ROHATSU – Celebrating Buddha's Awakening
As we approach the end of the 38th year of the founding of the Atlanta Soto Zen Center, established in 1977, we enjoy a spirit of celebration. At year's end, most societies, however "primitive," observe some sort of ritual recognition of the passing of the old year; as well as the potential represented by the new.
In the Christian tradition, the birthday of Jesus Christ is celebrated in December. But in Buddhism, it is Siddhartha Gotama's Awakening, instead. Then, in the spring, Buddha's birthday is celebrated, as is the resurrection and ascension of Christ into heaven, believed by the faithful to have happened after his crucifixion, 2000 + years ago. Notably, both of these seminal events — of Christ's passion, and of Buddha's enlightenment — occurred when each was in his mid-thirties.
But Buddha lived to an old age, of some 80 years, and died of natural causes, or, as one legend has it, of tainted pork. Which poses a challenge to those who think, or believe, that Buddha and his followers were vegetarian. We have to be somewhat circumspect as to these kinds of details, some 2500 years later.
It may appear, on face value, that the celebrations and observances around these events, from the recorded story of different religions, represents the same kind of dynamic for adherents of the various traditions. But comparing and contrasting attitudes, and the activities they inspire, may illustrate the difference.
Please join us in celebrating Matsuoka-Roshi's (11/25/12-11/20/97) life and legacy. We invite you to celebrate in several ways.
Both STO Affiliates and STO Supporting Members, make a special onetime donation and an ongoing pledge of Dana to STO in honor of Matsuoka's efforts bringing Zen to America. Click here to donate.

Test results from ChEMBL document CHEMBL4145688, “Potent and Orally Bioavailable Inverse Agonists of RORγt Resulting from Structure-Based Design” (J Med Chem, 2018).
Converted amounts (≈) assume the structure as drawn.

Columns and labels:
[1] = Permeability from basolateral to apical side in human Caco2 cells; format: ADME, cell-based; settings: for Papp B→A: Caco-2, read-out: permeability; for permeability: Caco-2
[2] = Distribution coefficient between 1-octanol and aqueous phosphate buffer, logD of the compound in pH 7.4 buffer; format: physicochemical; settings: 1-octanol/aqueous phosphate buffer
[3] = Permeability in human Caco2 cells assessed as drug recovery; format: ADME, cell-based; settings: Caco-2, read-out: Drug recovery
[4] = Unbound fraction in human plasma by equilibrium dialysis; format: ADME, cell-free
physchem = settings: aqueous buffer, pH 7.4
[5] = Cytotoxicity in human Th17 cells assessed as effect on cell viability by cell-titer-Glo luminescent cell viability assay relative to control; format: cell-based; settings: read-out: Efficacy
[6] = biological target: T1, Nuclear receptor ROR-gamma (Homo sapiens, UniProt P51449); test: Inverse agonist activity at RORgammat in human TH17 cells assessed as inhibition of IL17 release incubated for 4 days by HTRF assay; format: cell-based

Please help us continue to support Matsuoka-Roshi's legacy of bringing and sustaining Zen in the West. What he started in 1939 when he first arrived in the US continues today through Silent Thunder Order headquartered at Atlanta Soto Zen Center with 15 affiliates throughout US and Canada.
Help fund the documentary of Matsuoka's Legacy by going to
Taiun Elliston-Roshi, Zenku Jerry Smyers and others traveled to Japan in October to gather information about Soyu Matsuoka-Roshi. Interviews, film footage, and pictures will be used to create a documentary about Matsuoka's legacy. Here the STO Pilgrimage Group is visiting Rev. Hideo Matsuoka, who is Soyu Matsuoka Roshi's nephew and Abbot, at our Founders' home Temple, Tenjoji, on an island south of Hiroshima. We will share film clips in coming weeks. Please stay tuned and help us off-set costs for the project.
Purchase Matsuoka-Roshi's collected talks The Kyosaku and Moku-Rai. Click here for ordering information.